However, said Jacobson, “when corporate customers maybe in economic headwinds scale back and pull people to the back of the cabin from the Comfort+ or from first class,” Delta can now sell passengers upgrades to first class through a separate transaction that allows them to use their own cash or miles.
The company late last year added the option of using miles to pay for upgrades via its website, saying it was targeted in part at business travelers whose corporate policies don't allow them to book first class or other premium seats and are willing to pay out-of-pocket.
Danette Coombs, flight attendant, shows Delta’s Airbus A350 Premium Select seat. HYOSUB SHIN / HSHIN@AJC.COM
“Will some people do it? Sure,” said Matthew Bennett, publisher of firstclassflyer.com. “There will be people who throw [miles] around for upgrades.”
Jami Counter, an air travel expert for SeatGuru and TripAdvisor Flights, said business travelers on international flights may be particularly inclined to use miles to upgrade.
On long international flights with lie-flat seats in business class, it’s “a night-and-day difference between economy and business,” Counter said. “If you’re flying to Seoul or Tokyo and you have to present the day you land, getting a decent night’s sleep is critical to the success of your meetings.”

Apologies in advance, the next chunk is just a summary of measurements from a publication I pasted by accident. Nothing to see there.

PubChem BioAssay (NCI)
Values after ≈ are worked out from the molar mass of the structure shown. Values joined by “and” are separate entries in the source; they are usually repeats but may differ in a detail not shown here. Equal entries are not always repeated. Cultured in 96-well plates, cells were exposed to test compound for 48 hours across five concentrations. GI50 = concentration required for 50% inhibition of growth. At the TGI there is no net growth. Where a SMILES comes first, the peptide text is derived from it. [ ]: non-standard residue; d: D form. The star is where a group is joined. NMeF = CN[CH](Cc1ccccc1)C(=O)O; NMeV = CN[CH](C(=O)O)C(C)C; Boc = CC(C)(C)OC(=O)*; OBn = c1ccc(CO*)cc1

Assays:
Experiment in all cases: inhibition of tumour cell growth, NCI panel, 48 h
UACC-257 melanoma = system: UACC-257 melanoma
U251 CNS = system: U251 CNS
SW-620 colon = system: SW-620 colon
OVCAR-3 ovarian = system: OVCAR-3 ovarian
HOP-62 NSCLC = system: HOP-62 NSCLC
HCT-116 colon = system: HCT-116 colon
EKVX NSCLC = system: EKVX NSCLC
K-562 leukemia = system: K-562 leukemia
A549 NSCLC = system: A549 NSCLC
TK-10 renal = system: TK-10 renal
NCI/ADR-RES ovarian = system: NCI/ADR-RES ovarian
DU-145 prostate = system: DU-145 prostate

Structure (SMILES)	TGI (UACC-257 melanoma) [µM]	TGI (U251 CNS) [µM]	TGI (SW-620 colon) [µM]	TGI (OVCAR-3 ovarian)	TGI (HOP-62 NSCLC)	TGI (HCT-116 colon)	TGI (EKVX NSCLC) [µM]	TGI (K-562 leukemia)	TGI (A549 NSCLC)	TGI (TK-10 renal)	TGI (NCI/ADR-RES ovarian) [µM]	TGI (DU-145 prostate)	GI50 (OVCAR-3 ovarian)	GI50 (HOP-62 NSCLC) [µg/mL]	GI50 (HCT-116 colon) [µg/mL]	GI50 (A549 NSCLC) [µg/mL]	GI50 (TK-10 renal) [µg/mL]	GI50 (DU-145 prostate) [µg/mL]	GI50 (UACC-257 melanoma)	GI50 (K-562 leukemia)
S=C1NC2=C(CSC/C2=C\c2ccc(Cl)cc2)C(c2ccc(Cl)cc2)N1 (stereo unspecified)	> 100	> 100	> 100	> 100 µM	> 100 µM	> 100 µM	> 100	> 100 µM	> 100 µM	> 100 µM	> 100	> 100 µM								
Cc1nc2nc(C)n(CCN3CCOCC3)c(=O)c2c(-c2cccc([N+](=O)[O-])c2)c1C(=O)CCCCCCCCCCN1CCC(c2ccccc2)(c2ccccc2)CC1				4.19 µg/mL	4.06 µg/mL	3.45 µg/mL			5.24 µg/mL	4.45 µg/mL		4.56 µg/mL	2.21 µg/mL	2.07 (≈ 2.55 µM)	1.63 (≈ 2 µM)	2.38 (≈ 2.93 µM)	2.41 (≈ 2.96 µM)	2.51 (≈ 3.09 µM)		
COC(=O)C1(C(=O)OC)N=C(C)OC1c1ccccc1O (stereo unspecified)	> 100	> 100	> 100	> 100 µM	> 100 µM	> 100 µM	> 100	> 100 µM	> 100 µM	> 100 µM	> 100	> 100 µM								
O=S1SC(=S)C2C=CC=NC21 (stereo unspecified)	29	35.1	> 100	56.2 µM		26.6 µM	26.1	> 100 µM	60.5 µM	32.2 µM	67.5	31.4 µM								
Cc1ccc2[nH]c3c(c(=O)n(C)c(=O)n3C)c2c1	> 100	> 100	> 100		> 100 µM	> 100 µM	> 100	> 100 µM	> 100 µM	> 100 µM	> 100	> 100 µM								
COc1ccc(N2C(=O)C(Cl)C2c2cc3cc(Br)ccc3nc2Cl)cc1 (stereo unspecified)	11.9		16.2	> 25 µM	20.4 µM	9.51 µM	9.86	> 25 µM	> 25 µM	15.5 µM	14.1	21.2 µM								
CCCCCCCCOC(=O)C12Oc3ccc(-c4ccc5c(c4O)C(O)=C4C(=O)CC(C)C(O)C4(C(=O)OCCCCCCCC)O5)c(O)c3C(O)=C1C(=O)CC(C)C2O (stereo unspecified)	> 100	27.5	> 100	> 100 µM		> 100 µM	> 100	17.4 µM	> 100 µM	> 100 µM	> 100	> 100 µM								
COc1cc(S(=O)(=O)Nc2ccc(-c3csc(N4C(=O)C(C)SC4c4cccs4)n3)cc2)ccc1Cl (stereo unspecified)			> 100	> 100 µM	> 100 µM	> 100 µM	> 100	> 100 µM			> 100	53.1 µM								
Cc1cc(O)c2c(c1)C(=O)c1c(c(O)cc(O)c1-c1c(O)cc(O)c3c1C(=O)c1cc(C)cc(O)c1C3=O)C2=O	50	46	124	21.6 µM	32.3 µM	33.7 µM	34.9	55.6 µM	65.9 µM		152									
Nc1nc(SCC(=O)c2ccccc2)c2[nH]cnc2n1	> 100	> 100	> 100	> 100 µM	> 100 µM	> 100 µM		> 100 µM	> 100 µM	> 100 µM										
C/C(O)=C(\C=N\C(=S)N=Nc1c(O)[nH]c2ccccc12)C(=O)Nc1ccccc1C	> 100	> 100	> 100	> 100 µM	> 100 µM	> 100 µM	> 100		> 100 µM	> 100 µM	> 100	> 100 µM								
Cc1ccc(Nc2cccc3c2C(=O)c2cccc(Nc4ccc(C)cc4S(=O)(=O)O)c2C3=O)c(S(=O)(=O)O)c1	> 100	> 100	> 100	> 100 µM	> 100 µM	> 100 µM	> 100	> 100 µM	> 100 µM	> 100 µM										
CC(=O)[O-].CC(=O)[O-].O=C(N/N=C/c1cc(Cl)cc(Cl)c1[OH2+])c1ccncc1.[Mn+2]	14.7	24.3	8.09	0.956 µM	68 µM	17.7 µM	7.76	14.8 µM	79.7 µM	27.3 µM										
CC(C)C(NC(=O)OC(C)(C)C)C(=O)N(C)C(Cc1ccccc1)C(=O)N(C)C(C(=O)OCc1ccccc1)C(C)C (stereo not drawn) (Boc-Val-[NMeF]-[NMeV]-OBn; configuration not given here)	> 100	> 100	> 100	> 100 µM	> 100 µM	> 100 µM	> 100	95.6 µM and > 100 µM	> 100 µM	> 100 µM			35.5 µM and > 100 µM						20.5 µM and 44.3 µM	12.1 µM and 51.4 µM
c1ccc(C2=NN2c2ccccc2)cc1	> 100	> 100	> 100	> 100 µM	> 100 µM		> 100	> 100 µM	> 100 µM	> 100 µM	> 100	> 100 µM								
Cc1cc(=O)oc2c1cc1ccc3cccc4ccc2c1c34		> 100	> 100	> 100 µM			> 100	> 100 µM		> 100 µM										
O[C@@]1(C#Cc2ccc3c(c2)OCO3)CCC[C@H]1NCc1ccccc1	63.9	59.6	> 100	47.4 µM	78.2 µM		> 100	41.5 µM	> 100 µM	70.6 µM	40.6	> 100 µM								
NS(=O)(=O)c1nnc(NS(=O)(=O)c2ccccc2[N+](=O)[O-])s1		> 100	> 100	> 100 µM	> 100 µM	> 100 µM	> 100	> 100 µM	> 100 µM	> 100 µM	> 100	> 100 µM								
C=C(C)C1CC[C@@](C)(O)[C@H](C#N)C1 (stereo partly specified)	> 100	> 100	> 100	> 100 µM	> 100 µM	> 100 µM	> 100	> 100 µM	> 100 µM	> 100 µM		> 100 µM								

Delta One suite on the A350. Credit: HYOSUB SHIN / HSHIN@AJC.COM
On domestic flights, many elite frequent fliers instead wait for the chance of a complimentary upgrade. Others might be willing to pay for a better seat because “the closer the flight comes, the more tension and horror of flying coach can be,” Bennett said.
But, doing so could give the airline “another data point on the customer behavior to further segment them into: ‘Should we give this guy an upgrade or not?’” on future flights, Bennett said. “What you’re willing to pay [for] is not something they’re going to give you for free.”